In the late 19th century, cargo ships between Kuching and Singapore formed Sarawak’s main connection to the wider world. Godowns (warehouses) and wharves dotted the bank of the Sarawak River; sun-parched workers toiled at the edge of land and water. These labourers came to be called coolies, from Malay kuli.

Wharf workers organised themselves into small crews, each with a leader who arranged work. Different crews often squabbled or fought over jobs. In 1948, the Kuching Wharf Labourers’ Union was established to better coordinate work between wharf workers. The union also campaigned for workers’ benefits such as overtime pay and poverty assistance.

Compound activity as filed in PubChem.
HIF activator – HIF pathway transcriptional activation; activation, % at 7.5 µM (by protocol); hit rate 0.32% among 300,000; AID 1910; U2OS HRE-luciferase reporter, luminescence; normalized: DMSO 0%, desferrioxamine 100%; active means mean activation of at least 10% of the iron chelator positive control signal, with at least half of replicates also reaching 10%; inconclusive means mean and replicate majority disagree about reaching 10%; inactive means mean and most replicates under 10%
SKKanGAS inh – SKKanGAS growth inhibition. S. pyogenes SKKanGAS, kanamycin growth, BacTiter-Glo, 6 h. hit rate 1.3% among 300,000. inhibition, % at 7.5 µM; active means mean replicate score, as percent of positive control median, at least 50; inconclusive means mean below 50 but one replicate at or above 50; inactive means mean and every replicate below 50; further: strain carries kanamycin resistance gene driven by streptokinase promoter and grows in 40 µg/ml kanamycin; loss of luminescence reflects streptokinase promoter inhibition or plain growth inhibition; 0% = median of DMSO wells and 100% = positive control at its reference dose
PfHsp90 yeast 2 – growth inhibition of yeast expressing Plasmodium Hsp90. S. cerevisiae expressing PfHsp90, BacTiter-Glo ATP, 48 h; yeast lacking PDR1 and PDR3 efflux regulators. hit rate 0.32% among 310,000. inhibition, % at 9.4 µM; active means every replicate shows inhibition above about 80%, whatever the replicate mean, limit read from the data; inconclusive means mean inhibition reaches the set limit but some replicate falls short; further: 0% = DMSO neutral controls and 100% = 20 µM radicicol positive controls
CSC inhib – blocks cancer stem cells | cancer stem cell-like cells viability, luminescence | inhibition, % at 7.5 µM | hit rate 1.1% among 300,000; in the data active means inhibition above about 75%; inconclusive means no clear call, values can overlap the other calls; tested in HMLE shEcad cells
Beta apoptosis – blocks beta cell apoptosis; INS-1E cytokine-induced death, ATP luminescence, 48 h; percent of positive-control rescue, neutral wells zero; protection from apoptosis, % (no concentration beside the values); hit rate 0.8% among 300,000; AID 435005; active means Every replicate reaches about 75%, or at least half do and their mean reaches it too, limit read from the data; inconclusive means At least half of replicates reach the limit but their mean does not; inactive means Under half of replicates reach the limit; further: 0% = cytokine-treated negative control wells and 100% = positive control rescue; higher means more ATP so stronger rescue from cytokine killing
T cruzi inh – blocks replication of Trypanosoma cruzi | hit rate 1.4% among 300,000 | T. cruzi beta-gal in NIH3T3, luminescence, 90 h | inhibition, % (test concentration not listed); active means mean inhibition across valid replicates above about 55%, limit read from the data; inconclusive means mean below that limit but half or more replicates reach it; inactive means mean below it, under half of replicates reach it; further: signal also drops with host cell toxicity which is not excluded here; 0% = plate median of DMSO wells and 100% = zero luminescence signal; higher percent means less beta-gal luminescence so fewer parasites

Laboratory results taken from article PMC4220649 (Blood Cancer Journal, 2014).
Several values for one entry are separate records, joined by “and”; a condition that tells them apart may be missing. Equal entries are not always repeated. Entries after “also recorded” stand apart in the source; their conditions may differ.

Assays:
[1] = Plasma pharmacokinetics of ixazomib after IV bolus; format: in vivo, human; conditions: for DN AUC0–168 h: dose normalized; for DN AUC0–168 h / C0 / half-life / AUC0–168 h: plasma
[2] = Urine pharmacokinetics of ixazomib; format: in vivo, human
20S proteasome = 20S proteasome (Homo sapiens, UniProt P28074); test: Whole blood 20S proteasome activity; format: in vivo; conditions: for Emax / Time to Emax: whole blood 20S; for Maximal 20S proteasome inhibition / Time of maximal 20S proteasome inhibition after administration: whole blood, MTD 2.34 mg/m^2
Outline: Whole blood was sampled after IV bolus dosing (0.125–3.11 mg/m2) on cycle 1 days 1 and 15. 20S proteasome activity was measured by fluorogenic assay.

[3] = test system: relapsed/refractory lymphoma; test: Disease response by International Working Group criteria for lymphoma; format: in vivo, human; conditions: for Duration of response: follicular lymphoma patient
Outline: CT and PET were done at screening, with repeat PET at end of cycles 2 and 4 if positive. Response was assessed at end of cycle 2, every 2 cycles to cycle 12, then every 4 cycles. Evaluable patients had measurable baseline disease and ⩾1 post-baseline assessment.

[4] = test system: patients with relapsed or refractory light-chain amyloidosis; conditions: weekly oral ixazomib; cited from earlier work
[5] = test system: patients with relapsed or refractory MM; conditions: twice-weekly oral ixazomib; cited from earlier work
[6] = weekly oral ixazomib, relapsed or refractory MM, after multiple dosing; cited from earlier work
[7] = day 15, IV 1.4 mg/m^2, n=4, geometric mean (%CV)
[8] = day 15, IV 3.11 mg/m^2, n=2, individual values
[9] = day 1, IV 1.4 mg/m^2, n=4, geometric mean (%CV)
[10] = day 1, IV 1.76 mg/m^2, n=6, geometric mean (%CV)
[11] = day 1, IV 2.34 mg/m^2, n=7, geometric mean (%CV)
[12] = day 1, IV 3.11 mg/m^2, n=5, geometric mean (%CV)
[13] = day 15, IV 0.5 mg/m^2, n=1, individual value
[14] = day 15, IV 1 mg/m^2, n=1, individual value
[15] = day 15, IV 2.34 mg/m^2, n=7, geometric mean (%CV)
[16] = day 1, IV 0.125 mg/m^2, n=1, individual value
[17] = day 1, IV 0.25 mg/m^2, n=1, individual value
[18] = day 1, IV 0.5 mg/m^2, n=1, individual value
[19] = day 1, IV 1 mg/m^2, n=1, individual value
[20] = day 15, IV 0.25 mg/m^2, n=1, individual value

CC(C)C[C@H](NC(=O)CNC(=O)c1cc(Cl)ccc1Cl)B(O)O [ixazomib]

The union’s achievements gained the trust and support of wharf workers, who agreed to contribute their overtime pay to the union’s funds. The Wharf and Port Labourers Building at No. 22 Carpenter Street, acquired by the union in 1953, stands as a witness to the workers’ collective endeavour.








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